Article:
40 days until Alix gets here, and after that 62 days until I leave for France! Our flights have officially been booked, and we’ve decided what to do while Alix is here. We’re going to go camping up in Northern California. We plan to drive up there, camp for 4 days, then on the drive back take the Pacific Coast Highway (Highway 1) and stop at places along the way. My mom keeps wondering what Alix’s reaction will be to the fact that it’s a 10 hour drive and 1) we aren;t even leaving California and 2) there’s still roughly 2 more hours of driving on each side. We ended up having to re-book our campsite twice. The first place we book looked really nice at first, there weren’t many sites in the place and it was really far north and looked super pretty. However, after doing some research we discovered that the campsite didn’t have and showers, and the only toilets were pit toilets. The next one we booked had normal toilets and showers, it just was really small and completely shaded, which we didn’t realise when we booked it. We finally settled on a site in the same place as the second one, just it’s larger and has some sunny areas. We also found a deal on Six Flags season passes, so we’re planning on going there also. I’m really excited for this summer, but I’m also kind of nervous. I’m not so much nervous that I’ll hate it in France. Even if I do hate it it’s only three weeks, and in the grand scheme of things that isn’t very long. I’m more nervous that I’ll go to France and absolutely love it there, and when I come back I’ll have changed so much that I’ll hate living here. I doubt that will happen because as I said before, it’s only three weeks. How much can I change in three weeks? Even though I really doubt that this will happen it’s just a little lingering worry in the back of my mind. “You will never be completely at home again because a part of your heart will always be elsewhere. That is the price you pay for the richness of loving and knowing people in more than one place.” – Miriam Adeney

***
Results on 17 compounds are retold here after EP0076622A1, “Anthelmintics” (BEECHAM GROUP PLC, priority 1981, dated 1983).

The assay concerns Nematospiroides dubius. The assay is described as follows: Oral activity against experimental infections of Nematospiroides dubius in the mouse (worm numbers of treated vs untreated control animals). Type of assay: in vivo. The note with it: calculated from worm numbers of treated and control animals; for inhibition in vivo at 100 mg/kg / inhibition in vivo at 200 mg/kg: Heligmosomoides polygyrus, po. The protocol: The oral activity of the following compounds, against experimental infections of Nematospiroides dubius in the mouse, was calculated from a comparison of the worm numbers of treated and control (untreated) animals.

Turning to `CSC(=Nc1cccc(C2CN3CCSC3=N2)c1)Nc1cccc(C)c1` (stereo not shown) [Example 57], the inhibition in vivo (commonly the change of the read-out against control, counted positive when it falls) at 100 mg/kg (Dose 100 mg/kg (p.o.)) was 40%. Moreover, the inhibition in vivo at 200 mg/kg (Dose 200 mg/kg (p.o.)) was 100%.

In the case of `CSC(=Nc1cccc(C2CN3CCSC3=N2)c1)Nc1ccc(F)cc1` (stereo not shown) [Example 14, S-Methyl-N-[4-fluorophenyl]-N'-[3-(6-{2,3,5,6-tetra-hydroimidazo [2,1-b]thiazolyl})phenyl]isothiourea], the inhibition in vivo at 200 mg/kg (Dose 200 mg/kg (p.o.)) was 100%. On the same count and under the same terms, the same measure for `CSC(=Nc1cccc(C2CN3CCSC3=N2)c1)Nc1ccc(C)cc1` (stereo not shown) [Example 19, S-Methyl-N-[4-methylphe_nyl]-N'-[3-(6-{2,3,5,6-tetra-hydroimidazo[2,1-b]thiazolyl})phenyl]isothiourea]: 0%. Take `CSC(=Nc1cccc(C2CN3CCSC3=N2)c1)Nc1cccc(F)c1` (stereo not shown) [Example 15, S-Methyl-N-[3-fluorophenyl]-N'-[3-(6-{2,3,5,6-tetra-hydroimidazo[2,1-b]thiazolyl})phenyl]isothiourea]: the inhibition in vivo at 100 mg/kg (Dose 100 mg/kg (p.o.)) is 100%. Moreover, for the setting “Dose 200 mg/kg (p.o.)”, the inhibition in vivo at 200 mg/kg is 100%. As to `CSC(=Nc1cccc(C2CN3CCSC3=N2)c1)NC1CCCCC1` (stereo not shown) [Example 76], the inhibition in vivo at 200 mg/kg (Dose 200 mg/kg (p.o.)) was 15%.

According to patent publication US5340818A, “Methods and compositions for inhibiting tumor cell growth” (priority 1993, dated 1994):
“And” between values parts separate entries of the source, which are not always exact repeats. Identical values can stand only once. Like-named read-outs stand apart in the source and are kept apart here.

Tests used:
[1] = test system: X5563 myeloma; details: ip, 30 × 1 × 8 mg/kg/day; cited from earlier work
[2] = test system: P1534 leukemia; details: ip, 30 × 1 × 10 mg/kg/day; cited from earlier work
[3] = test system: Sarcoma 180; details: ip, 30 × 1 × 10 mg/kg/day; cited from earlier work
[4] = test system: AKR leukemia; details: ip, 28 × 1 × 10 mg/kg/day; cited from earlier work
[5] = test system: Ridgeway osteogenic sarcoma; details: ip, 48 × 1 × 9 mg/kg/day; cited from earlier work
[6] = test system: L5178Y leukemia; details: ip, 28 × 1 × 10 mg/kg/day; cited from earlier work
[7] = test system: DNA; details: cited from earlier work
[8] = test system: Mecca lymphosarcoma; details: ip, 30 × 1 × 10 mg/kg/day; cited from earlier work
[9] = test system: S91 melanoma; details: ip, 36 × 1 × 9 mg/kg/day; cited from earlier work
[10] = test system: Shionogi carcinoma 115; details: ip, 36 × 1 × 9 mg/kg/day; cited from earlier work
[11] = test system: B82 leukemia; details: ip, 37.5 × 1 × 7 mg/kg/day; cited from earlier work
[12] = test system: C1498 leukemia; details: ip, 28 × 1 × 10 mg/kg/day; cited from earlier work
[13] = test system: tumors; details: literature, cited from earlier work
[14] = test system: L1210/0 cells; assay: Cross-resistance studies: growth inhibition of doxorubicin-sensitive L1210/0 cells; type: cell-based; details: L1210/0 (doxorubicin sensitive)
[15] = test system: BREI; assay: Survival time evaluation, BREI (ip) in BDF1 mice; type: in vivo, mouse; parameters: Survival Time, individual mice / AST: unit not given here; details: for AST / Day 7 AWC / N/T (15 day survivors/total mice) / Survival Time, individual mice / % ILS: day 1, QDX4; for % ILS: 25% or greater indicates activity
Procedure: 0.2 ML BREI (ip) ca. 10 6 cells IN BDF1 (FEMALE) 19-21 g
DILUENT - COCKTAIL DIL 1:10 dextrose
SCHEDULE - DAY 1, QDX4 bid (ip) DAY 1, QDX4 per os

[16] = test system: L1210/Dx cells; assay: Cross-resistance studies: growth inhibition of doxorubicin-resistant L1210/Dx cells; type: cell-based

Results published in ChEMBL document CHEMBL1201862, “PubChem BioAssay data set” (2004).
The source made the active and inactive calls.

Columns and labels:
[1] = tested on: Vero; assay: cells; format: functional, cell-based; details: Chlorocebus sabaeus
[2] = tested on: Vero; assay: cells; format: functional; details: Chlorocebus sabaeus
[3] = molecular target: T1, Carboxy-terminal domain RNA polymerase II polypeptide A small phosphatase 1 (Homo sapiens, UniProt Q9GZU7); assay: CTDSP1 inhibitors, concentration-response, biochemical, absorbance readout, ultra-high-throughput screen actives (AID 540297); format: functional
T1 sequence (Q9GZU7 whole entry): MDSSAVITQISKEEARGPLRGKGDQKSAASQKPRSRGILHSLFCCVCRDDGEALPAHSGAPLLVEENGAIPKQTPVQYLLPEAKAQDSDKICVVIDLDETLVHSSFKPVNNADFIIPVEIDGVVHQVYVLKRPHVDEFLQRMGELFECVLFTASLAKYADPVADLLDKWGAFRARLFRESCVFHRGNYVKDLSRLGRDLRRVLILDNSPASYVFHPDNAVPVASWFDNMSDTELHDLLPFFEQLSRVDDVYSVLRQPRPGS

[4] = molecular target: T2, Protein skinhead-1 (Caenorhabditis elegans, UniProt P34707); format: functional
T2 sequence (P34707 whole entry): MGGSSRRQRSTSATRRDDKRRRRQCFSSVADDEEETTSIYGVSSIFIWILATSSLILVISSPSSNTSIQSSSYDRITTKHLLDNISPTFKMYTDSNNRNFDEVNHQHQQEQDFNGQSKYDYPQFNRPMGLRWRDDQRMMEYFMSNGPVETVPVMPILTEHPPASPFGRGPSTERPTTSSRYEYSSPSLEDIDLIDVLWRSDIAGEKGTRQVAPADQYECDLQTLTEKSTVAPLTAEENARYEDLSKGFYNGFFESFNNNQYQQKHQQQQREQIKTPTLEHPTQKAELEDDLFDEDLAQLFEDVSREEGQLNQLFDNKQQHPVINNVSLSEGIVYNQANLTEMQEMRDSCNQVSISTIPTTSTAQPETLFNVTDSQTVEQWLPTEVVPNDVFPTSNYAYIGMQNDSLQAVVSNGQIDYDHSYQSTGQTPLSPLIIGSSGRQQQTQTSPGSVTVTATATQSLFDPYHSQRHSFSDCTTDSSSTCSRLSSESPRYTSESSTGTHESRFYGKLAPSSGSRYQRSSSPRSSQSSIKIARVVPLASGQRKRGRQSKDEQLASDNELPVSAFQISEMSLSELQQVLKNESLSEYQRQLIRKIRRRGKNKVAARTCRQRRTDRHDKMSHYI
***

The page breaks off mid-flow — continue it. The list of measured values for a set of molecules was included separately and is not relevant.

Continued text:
Alix Is Here!!!” -Grace

Wednesday July 5.

Lots of exciting things happened last week. Last Tuesday I went and got a debit card. I hadn’t been able to get one because you need an ID and I didn’t have one, not even a school ID. It hasn’t come yet but it should hopefully come later this week. Then on Saturday Alix finally got here. I actually got to see her plane land, which was pretty cool. Corbin, my youngest brother, wanted to go with us to LAX but I wouldn’t let him. Our car only had five seats, and my dad was coming with us. It was a good thing Corbin didn’t come because it took almost 2 hours to get home, and we would have been squished in the back seat for the whole time. At first Alix was really quiet and she didn’t eat a whole lot. I think she just wasn’t used to speaking English, tired, and jet lagged. Yesterday and today she ate and talked more. It was a lot of fun to have her here for the 4th. Some friends came over, which I think helped her open up a bit too. We went to the pool on Monday with one of my friends. I thought it was funny because up until now I’ve only been up to the pool to volunteer as a JR.Guard, but to swim for fun. Alix kept looking at me like I was crazy because I kept whispering “Walk, walk, walk.” whenever I saw somebody running. Today we left for NorCal. I think we freaked out Alix because we told her it was a 10 hour drive, and that we weren’t going to leave until 1 pm, but not that we were stopping on the way up and not driving it straight through.